I met up with two friends for lunch last week and we had a great meal. We didn’t order “the most expensive cuts of beef” because, well, why should we? Expense doesn’t guarantee quality – and bluntly, the only people who order from a menu based on price are those who are generally clueless about food to begin with. The guidebook, by the way, was quite clear about what cuts to order for a great experience (which doesn’t mean the expensive cuts aren’t good as well, by the way) – specifying that the best were the asado de tira (cross-cut ribs) and the entraña (skirt steak). I had gone back to the original article I referenced in my review of the place and Sr. Foster had recommended the matambrito, pork breast. My friends both wanted entraña, and between them got a whole one – which turned out to be massive (what you see in the photo is the second layer of a cut of steak for each of us, the waiter had already dished up an equal sized portion of each steak onto our plates – and these were the half portions for each of us! I ordered the matambrito. I’d also read that the waffle cut fries, the papas rejillas, were excellent, as well as the provoleta.

Rio Alba - provoleta
The provoleta was excellent, grilled just right, topped with garlic and parsley and nicely seasoned. No complaints.

Rio Alba - matambrito
My matambrito was perfectly cooked, tender, well seasoned with salt, and served up with wedges of lemon, classic for here. The only thing I added was a little pepper from the peppermill that the waiter offered, and, left on the table, a rarity here in BA. The two skirt steaks were likewise cooked as requested – one of them rare, the other medium, and both done properly, and again, seasoned right, juicy and tender. Note, by the way, that that’s half of my half portion, and that’s on a roughly 10″ dinner plate.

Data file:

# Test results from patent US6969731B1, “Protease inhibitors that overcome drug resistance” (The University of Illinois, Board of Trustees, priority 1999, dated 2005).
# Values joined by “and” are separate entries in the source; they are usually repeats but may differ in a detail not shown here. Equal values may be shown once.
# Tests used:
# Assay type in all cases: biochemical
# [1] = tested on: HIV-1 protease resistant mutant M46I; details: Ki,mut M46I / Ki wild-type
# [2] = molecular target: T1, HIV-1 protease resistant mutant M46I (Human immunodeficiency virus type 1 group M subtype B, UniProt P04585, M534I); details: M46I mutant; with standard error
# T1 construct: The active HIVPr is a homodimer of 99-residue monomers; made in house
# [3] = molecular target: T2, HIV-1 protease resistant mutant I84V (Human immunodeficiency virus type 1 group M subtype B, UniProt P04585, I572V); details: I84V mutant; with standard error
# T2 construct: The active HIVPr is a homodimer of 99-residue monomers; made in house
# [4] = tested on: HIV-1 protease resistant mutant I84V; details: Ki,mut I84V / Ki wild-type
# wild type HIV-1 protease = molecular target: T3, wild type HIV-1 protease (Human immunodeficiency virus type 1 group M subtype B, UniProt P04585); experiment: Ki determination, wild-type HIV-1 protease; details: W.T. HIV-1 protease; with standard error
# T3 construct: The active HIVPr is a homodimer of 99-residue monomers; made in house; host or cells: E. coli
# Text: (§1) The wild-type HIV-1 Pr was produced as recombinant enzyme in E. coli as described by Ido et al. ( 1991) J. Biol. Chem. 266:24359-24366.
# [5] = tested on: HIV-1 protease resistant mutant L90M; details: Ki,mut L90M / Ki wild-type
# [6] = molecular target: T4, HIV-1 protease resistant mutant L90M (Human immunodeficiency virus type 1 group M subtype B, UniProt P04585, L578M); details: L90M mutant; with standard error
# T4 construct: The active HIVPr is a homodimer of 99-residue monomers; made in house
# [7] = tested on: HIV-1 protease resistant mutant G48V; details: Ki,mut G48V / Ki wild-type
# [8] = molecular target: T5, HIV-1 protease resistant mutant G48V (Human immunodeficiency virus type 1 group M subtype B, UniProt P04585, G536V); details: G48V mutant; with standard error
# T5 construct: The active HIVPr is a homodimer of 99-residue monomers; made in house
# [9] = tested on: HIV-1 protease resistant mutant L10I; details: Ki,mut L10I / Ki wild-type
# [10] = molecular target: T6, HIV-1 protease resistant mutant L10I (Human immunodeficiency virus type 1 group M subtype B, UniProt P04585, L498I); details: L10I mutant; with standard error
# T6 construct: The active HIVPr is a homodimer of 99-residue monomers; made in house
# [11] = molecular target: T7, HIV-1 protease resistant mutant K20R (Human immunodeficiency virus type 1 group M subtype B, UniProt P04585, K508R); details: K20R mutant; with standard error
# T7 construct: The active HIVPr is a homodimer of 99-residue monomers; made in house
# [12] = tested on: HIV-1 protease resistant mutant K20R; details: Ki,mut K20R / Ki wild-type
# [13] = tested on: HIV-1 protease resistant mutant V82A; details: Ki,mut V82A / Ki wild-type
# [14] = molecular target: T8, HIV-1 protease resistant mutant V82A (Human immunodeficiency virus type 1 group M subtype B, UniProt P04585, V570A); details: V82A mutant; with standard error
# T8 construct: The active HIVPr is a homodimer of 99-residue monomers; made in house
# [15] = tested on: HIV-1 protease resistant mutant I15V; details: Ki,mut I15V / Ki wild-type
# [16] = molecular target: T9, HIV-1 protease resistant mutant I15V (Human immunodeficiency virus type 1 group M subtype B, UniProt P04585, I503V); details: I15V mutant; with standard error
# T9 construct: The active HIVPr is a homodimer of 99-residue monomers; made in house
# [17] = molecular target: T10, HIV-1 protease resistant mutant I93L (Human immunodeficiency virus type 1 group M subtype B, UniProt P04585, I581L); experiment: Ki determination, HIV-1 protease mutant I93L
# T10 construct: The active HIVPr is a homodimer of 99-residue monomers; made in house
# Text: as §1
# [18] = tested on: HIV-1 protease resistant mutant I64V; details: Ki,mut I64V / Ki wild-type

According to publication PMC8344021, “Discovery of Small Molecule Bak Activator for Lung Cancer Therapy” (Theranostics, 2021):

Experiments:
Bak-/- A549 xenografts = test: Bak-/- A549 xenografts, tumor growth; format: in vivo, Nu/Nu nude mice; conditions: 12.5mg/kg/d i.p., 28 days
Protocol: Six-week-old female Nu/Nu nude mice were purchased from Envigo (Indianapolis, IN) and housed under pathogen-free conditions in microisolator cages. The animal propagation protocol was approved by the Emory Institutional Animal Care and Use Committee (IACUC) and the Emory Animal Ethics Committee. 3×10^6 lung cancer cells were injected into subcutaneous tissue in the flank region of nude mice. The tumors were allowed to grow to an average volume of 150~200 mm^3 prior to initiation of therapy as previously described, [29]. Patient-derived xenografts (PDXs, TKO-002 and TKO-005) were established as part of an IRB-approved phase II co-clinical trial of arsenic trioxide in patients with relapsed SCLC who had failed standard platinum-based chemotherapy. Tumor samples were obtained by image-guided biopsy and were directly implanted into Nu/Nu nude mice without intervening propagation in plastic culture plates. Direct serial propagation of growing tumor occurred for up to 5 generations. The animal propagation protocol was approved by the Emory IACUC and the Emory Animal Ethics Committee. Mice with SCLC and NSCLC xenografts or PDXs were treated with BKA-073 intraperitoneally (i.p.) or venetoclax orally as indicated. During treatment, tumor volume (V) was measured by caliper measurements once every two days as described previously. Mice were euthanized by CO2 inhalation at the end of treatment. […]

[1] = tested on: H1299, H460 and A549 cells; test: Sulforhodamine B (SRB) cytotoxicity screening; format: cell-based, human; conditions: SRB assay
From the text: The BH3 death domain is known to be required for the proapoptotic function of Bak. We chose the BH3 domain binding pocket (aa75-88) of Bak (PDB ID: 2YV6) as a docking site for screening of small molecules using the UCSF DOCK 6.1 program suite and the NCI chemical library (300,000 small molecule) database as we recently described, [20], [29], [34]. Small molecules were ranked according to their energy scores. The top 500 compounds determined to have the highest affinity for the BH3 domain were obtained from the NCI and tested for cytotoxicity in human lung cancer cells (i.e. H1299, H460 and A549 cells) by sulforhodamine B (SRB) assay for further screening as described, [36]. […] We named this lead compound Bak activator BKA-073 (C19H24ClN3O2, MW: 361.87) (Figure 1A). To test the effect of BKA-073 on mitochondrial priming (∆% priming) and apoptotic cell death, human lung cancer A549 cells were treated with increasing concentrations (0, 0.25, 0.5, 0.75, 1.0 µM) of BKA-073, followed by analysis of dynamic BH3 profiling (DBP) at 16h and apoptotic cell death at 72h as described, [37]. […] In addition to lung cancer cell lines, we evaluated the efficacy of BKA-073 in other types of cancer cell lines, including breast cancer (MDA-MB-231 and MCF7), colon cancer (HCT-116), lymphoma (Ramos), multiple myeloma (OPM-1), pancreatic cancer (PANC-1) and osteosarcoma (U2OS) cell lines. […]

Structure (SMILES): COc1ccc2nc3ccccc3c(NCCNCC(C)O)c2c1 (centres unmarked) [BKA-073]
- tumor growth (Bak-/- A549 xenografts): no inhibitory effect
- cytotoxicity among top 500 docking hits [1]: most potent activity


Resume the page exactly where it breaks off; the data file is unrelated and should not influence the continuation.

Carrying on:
Rio Alba - papas rejillas
The waffle fries are among the best of the sort I’ve had here, and a heaping mound of them – again, this plate is a “half order”! I don’t even want to think about the size of the steaks or the side dishes for full orders – obviously designed to be split.

Service was efficient, friendly, everything you’d want it to be. The place still has that old-timey staid air, but so what, it’s a classic steakhouse. Oh and a nice discount for cash payment, if you ask. Here was my response back to the editor:

“Just had lunch at Rio Alba with a couple of friends. It was as good as always. I’d still never say it was the best parrilla in BA, but it’s quite good and probably the best in the Palermo Chico area. We ordered meals for three, with side dishes, each steak came out cooked perfectly the way requested, all were properly seasoned, huge portions, more than we could eat, and the whole thing, tip included, ran us 160 pesos apiece, or basically us$32 at official exchange rate and us$22 at the unofficial rate. A bargain and other than maybe removing the line claiming it’s the best in BA (you could just change BA to Palermo Chico) I think the review is dead-on.”

So in the end, I stand-by the past reviewer’s recommendation, if not quite as glowingly. While it’s possible that the complainer, “PCL”, hit them on an off-night or just simply got a bad couple of steaks, I actually just don’t believe him – no doubt something happened that just wasn’t perfection, but the rest is likely all exaggeration and drama.